Thursday, May 08, 2014

A Lesson Learned

I learned something yesterday.  In fact, I learned several things.  We drove to Austin (something like 54 miles from here) and visited the Zilker Botanical Gardens and the Lady Bird Johnson Wildflower Center.  We both took cameras to capture what we saw.  I used my Canon PowerShot SX40HS, which takes great closeups.  John used our small, older, Canon PowerShot 260HS and his iPhone.

When we are being tourists, we both take lots of pictures which I then download into my computer.  From the many (many, many) photos we take, with lots of duplicate shots of the same thing, I pick out a few to use in my blog.  Because I can do exposure bracketing with my SX40HS (the camera will automatically take photos 1/2 stop either side of the setting that seems best), I often get 3 photos for every time I click the shutter.  Yesterday, I took lots of close-ups of flowers in addition to shots of the larger displays.  I knew I had a lot of editing and deleting to do last night.

After dinner, I downloaded all those pictures.  As always, when I was done, I picked up each camera again and deleted all the photos from the day.  That was a big mistake.  When I went into Picasa on my computer, I had all the photos John had taken with both his cameras.  But mine weren't there!!!  I spent a couple of hours rethinking everything I had done.  Where did I go wrong?  I'm still not sure.  I obviously skipped one step in the download process.

What did I learn?
     It is good that we both take photos, even if there are lots of duplicates.  That is a good back-up for human error.
     I must double check that the photos are  really on my computer hard drive before I delete them from the camera.

But these lessons are really common sense and minor.  As I think back to yesterday and to most of  the times that I take photographs, I realize that I am so focused on the camera and getting the right picture that I am not really experiencing what I see.  I intend to re-experience it when I look at the photos.  But I am really missing the actual experience that way.  I don't take time to appreciate what I am seeing, to let the pictures imprint on my mind.  I see only the camera and I don't see the event or location we are visiting until I get home and see it on the computer.  THAT IS WRONG! 

I hope I have learned the two common sense lessons about taking duplicate photos and double-checking my work.  But more importantly, I intend to really enjoy what we are doing and seeing--while it is going on .  The photos are an extra, allowing me to see it again and share it on the blog, they aren't the reason I am there.  I hope this loss of photos has taught me a little about how to enjoy the life we live, while we are living it.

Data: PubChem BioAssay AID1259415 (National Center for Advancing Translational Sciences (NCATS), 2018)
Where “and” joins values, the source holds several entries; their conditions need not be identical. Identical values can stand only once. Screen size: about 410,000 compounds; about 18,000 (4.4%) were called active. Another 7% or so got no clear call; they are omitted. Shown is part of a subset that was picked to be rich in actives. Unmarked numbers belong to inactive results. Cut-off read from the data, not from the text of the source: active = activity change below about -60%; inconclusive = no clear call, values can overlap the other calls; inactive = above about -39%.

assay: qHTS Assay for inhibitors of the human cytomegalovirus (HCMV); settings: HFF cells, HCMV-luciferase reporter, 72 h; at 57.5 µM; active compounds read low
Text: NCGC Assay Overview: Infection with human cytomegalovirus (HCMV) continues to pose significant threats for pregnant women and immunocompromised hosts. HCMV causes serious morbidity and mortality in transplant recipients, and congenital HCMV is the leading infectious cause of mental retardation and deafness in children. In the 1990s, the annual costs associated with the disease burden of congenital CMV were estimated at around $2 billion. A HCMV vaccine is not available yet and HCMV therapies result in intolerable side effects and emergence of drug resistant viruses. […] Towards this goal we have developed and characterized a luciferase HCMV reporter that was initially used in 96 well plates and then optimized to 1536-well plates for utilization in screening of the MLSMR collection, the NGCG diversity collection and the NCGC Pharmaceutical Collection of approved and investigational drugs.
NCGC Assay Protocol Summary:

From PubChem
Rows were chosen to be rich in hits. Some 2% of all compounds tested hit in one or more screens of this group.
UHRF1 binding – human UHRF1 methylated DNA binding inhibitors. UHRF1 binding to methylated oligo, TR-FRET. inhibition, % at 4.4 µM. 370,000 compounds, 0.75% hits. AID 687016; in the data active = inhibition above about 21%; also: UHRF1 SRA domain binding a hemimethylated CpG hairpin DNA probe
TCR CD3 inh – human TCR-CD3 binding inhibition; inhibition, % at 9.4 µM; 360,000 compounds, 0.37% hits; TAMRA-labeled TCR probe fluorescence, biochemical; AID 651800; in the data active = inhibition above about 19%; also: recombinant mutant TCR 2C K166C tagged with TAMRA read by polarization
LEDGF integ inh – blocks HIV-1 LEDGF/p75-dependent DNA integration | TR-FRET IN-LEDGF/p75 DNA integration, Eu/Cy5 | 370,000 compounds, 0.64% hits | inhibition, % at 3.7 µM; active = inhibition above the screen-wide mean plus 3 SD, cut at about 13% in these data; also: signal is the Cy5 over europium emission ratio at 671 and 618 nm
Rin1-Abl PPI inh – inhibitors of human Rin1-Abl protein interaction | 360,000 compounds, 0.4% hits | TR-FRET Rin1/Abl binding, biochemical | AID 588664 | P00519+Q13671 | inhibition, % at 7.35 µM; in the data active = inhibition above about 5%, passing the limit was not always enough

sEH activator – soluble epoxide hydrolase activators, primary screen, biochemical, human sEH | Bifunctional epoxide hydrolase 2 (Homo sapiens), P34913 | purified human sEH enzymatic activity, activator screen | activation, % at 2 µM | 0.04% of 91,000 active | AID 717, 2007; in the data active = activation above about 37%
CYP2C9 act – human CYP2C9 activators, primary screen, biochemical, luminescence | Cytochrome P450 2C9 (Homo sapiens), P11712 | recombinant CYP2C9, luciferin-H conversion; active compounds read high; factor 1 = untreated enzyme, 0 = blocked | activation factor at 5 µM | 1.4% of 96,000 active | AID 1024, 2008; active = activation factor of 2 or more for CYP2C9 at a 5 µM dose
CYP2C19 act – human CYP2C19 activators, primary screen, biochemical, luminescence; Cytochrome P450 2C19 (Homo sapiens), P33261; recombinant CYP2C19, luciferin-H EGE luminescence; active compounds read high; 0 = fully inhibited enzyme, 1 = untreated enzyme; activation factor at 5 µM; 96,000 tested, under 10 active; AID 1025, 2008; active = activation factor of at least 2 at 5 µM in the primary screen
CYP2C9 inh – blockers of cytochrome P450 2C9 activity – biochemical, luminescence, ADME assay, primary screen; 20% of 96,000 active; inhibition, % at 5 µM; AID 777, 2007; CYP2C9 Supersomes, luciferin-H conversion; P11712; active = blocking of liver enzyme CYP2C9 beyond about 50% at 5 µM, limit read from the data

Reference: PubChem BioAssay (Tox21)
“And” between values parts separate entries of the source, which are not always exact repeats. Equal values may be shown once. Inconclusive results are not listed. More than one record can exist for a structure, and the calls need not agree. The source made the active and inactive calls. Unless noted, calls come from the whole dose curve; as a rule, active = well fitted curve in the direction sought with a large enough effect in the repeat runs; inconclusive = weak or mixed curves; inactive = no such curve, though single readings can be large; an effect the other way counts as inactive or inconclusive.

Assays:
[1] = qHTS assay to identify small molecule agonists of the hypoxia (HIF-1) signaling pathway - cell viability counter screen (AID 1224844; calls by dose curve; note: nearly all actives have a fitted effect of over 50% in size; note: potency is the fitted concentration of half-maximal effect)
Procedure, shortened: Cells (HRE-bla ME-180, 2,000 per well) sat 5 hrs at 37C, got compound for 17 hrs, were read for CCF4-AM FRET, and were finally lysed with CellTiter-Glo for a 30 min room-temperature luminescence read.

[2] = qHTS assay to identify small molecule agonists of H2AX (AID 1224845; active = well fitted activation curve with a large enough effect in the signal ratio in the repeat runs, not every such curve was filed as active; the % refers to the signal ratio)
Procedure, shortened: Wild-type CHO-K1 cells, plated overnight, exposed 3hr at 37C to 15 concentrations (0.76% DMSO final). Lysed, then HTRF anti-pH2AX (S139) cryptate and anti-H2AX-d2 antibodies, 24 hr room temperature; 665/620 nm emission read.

How about you?  Is this what you experience?


  1. Yes, enjoying and seeing...while it is going on is GREAT. I take forever looking at even the littlest things.

  2. Once -- even though my camera was not good in low light and we were indoors -- I wanted a photo of my daughter being handed her diploma. Result: No photo AND I missed the moment. Afterwards, I was so irritated with myself for trying to document instead of watching. (But there are always the posed photos afterwards with family members -- much better, since at this point I don’t even remember the name of the “famous” person helping hand out the diplomas). Alls well that ends well. Love your blog.

    1. Thanks for sharing. I guess it's something we have to learn the hard way.

  3. Good points. I too lost some pictures by deleting too quickly. And sometimes I get wrapped up in taking pictures and miss some of the experience. Just today we took a hike that I thought was just a waste because of the lack of photo opportunities. Looking back, it was actually a nice walk through the woods. Also I can't expect every place to look like Sedona.

  4. Boy, this post resonated with me! I recently deleted the photos on my camera without downloading them simply because I did not follow my normal routine...I walked away from my laptop and through off my process. Never again!

    I too have noticed that sometimes I am so focused on capturing the scene that will tell the story, in essence writing the blog as I walk, that I don't really appreciate my surroundings. Whenever I take a little walk, say around the campground, without my camera I feel a great sense of ease because I don't have to "tell the story".

    So I do feel that blogging has its good and bad's a good journal for keeping your memories but it can take your focus off the experience. We've just got to find the right balance!

    Metamorphosis Lisa

    1. I, too, find myself writing the blog as I tour around. I look for ways to make some statement in my blog. I think I should pay more attention to what I am enjoying, then try to find photos to help me remember it in the years to come.